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Growing an avocado tree from a seed is fun and easy! The tree can be kept as a house plant, or it can be transplanted outdoors if you live in an area with warm winters. Called a “seedling” because it is grown from a seed, the tree can actually bear fruit. Not all seedlings will produce avocados, but if the conditions are right, many will!

Commercially grown avocado trees are the result of the grafting of a certain kind of avocado tree onto root stock. The fruits of a seedling may not be as large as commercially grown avocados. Seedlings generally begin to blossom and produce fruit after three to five years.

To begin the seed-sprouting process, you will need:

1. A clean avocado seed. Wash all clinging pulp from the seed, but allow the brown protective coating to remain.

2. A wide-mouthed glass jar. Mayonnaise jars are a good size.

3. Three wooden or plastic toothpicks.



Follow these steps:

1. Stick the toothpicks into the seed. Place them about halfway from the top to the bottom and space them evenly around the seed.

2. With the small end of the seed pointed up, suspend the seed over the mouth of the jar.

3. Fill the jar with water, allowing about one-half inch of the seed to remain out of the water.

4. Place the jar is a well-lighted area, but not direct sunlight.

5. As water evaporates from the jar, refill to the proper level.

6. Wait for the seed to sprout.



The seed will begin to sprout in five to 45 days. Watch for the seed to crack open. Then, a root will grow out from the bottom. Soon a tiny stem will appear from the top of the seed. Leaves will grow from the stem. If the seed has not begun to crack and grow within 45 days, throw it away.

When there are two big leaves growing well, you will see tiny new leaves begin to grow from the center of the stem. Pinch off the new growth, leaving only the two bigger leaves. This will encourage the stem to branch and it will grow stronger.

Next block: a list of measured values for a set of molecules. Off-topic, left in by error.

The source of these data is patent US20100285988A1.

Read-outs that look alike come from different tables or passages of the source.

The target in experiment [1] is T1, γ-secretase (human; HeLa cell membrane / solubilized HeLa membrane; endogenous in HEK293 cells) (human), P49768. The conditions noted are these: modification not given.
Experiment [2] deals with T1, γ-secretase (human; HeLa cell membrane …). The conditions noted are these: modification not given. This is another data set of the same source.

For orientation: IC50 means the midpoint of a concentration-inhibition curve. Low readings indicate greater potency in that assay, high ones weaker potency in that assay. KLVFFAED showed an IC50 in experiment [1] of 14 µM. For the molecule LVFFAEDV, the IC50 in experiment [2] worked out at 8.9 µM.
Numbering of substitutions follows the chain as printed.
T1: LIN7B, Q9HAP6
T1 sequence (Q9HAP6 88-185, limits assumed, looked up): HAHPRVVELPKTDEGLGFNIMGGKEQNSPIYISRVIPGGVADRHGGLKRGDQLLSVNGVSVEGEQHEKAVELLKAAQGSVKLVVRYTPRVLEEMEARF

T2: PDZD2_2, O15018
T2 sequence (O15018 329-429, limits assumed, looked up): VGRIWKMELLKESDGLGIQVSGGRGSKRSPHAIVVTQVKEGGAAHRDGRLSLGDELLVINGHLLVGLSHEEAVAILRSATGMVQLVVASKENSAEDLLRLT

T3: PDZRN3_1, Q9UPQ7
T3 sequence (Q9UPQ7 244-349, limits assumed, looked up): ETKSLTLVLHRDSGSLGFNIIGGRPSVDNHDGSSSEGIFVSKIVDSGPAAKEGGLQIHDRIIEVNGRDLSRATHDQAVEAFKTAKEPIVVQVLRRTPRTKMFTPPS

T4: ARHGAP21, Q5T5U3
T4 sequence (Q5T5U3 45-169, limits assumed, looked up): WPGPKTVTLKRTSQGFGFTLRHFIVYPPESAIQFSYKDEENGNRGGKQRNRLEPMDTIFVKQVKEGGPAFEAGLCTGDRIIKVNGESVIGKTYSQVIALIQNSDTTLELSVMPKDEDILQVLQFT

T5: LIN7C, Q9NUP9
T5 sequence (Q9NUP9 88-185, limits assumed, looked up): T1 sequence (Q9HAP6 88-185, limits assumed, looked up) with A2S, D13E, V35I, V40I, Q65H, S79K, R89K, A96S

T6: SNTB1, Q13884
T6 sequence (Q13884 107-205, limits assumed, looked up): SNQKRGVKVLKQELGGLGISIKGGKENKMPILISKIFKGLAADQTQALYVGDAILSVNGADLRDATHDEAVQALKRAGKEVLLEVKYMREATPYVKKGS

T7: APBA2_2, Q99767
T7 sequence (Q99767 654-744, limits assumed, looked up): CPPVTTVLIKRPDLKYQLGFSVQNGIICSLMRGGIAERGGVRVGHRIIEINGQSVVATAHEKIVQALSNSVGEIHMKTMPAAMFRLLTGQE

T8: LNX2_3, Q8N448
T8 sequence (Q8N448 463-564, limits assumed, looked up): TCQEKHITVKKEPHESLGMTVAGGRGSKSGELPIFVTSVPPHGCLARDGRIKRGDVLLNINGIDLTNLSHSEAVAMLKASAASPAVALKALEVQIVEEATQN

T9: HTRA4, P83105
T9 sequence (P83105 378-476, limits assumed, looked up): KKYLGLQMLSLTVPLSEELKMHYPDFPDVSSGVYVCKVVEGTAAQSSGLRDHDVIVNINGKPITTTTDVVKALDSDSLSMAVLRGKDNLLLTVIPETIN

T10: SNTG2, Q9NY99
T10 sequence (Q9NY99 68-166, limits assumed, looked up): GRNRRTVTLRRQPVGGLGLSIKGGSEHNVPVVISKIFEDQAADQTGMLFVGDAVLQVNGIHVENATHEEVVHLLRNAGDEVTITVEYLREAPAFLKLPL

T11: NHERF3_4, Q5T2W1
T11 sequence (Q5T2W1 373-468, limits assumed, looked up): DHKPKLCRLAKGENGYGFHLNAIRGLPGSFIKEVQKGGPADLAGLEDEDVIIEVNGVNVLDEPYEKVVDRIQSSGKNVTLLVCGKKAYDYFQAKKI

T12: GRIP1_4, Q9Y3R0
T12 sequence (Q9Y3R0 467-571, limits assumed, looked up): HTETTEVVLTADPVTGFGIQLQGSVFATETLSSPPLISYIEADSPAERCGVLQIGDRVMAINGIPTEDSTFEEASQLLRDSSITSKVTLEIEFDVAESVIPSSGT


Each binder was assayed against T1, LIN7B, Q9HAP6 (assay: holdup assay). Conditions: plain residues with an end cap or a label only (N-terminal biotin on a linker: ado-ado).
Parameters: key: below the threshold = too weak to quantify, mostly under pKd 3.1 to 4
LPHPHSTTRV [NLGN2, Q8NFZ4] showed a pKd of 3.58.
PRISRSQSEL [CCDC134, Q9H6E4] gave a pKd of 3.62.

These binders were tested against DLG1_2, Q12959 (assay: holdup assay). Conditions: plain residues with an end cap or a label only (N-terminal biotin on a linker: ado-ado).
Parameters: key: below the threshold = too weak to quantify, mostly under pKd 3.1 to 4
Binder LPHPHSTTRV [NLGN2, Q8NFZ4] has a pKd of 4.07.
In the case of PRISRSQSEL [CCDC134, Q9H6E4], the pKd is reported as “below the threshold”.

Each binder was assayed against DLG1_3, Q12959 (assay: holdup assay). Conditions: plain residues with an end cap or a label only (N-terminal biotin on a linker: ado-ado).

When there are at least five leaves, pinch out the new center growth again. This will encourage the plant to grow fuller.

The roots should be growing well, coiling around the bottom of the jar.

When the plant is about seven-to-eight inches tall, has well-formed leaves and the jar is thick with roots, it is time to transplant the seedling.

To transplant the seedling into soil, follow these steps:

1. Layer about one inch of crushed rock into the bottom of an eight-to-ten inch pot.

2. Top the rock with about two inches of good-quality potting soil.

3. Gently spread the roots of the seedling over the soil.

4. Fill the pot with soil, allowing about one-half inch of the seed to remain above the top of the soil.

5. Water the seedling well and set the pot in a sunny location.

6. As the tree grows, continue to pinch out some of the new leaves. This will encourage bushy growth.


Transplanting Outdoors:

When the plant is 12 or more inches tall, it can be planted outdoors. Remember, avocado trees like warm weather and cannot tolerate below-freezing temperatures. They can sometimes withstand an occasional freeze, but do better where the climate is temperate.

If the tree is planted outdoors, locate it in a sunny area. Water deeply, but allow the top two inches of soil to dry out before watering again.

The tree requires pollination from another tree, so if you plant several, you can be certain this is possible. However, pollination can take place even if another tree is not nearby.


Keeping the tree indoors:

In colder climates, you will want to keep the tree indoors. It should be transplanted into a bigger pot every two or three years. The new pot should be about two inches larger in diameter than the old pot. Indoors, the tree will want to be lightly fertilized about twice a year. Water well, but allow the soil to dry out between waterings. Grown indoors, the tree will never bear fruit, but it will be a beautiful, long-living houseplant.

Remember, because not every seed will grow, you might want to plant several at the same time. Have fun growing your avocado tree from seed!